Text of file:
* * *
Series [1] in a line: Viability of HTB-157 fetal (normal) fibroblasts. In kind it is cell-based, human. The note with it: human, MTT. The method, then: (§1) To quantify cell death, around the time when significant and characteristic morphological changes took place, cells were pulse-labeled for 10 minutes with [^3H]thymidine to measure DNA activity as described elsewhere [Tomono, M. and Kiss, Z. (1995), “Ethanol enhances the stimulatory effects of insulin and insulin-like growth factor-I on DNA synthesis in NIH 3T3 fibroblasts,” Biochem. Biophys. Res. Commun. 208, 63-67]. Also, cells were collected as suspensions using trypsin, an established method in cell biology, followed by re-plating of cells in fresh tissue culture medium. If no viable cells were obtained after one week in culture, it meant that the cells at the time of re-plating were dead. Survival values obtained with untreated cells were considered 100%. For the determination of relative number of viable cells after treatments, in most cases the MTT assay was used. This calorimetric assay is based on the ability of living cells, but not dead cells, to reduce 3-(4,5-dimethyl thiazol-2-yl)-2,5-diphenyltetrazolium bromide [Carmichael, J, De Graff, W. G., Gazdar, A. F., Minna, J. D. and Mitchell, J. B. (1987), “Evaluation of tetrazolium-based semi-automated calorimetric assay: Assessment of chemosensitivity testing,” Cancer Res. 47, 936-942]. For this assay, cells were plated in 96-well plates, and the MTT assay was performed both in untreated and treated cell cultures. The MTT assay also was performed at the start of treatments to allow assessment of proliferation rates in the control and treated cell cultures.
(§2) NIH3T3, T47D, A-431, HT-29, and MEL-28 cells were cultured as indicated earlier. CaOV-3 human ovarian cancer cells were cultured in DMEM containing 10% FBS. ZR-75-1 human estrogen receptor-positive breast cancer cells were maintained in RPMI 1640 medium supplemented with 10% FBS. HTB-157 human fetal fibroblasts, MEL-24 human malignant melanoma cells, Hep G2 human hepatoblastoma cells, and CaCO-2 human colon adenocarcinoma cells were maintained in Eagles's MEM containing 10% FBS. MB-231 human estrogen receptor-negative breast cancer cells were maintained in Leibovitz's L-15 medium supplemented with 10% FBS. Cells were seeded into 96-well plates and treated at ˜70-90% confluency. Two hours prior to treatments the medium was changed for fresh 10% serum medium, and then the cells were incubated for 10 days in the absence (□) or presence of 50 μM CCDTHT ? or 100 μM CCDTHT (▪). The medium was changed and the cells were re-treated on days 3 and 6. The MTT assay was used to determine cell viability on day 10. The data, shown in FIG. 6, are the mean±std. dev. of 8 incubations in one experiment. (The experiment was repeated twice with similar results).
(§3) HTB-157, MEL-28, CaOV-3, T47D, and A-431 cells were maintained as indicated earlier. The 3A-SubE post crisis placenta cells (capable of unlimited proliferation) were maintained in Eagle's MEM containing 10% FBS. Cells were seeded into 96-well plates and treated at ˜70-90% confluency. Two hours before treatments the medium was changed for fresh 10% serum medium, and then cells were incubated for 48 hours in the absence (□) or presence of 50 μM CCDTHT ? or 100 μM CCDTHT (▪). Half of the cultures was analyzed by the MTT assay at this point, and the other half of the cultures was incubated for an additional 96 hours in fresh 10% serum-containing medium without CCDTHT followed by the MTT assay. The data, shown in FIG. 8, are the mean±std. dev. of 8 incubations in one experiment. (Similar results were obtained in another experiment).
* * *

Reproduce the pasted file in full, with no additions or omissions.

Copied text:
Series [1] in a line: Viability of HTB-157 fetal (normal) fibroblasts. In kind it is cell-based, human. The note with it: human, MTT. The method, then: (§1) To quantify cell death, around the time when significant and characteristic morphological changes took place, cells were pulse-labeled for 10 minutes with [^3H]thymidine to measure DNA activity as described elsewhere [Tomono, M. and Kiss, Z. (1995), “Ethanol enhances the stimulatory effects of insulin and insulin-like growth factor-I on DNA synthesis in NIH 3T3 fibroblasts,” Biochem. Biophys. Res. Commun. 208, 63-67]. Also, cells were collected as suspensions using trypsin, an established method in cell biology, followed by re-plating of cells in fresh tissue culture medium. If no viable cells were obtained after one week in culture, it meant that the cells at the time of re-plating were dead. Survival values obtained with untreated cells were considered 100%. For the determination of relative number of viable cells after treatments, in most cases the MTT assay was used. This calorimetric assay is based on the ability of living cells, but not dead cells, to reduce 3-(4,5-dimethyl thiazol-2-yl)-2,5-diphenyltetrazolium bromide [Carmichael, J, De Graff, W. G., Gazdar, A. F., Minna, J. D. and Mitchell, J. B. (1987), “Evaluation of tetrazolium-based semi-automated calorimetric assay: Assessment of chemosensitivity testing,” Cancer Res. 47, 936-942]. For this assay, cells were plated in 96-well plates, and the MTT assay was performed both in untreated and treated cell cultures. The MTT assay also was performed at the start of treatments to allow assessment of proliferation rates in the control and treated cell cultures.
(§2) NIH3T3, T47D, A-431, HT-29, and MEL-28 cells were cultured as indicated earlier. CaOV-3 human ovarian cancer cells were cultured in DMEM containing 10% FBS. ZR-75-1 human estrogen receptor-positive breast cancer cells were maintained in RPMI 1640 medium supplemented with 10% FBS. HTB-157 human fetal fibroblasts, MEL-24 human malignant melanoma cells, Hep G2 human hepatoblastoma cells, and CaCO-2 human colon adenocarcinoma cells were maintained in Eagles's MEM containing 10% FBS. MB-231 human estrogen receptor-negative breast cancer cells were maintained in Leibovitz's L-15 medium supplemented with 10% FBS. Cells were seeded into 96-well plates and treated at ˜70-90% confluency. Two hours prior to treatments the medium was changed for fresh 10% serum medium, and then the cells were incubated for 10 days in the absence (□) or presence of 50 μM CCDTHT ? or 100 μM CCDTHT (▪). The medium was changed and the cells were re-treated on days 3 and 6. The MTT assay was used to determine cell viability on day 10. The data, shown in FIG. 6, are the mean±std. dev. of 8 incubations in one experiment. (The experiment was repeated twice with similar results).
(§3) HTB-157, MEL-28, CaOV-3, T47D, and A-431 cells were maintained as indicated earlier. The 3A-SubE post crisis placenta cells (capable of unlimited proliferation) were maintained in Eagle's MEM containing 10% FBS. Cells were seeded into 96-well plates and treated at ˜70-90% confluency. Two hours before treatments the medium was changed for fresh 10% serum medium, and then cells were incubated for 48 hours in the absence (□) or presence of 50 μM CCDTHT ? or 100 μM CCDTHT (▪). Half of the cultures was analyzed by the MTT assay at this point, and the other half of the cultures was incubated for an additional 96 hours in fresh 10% serum-containing medium without CCDTHT followed by the MTT assay. The data, shown in FIG. 8, are the mean±std. dev. of 8 incubations in one experiment. (Similar results were obtained in another experiment).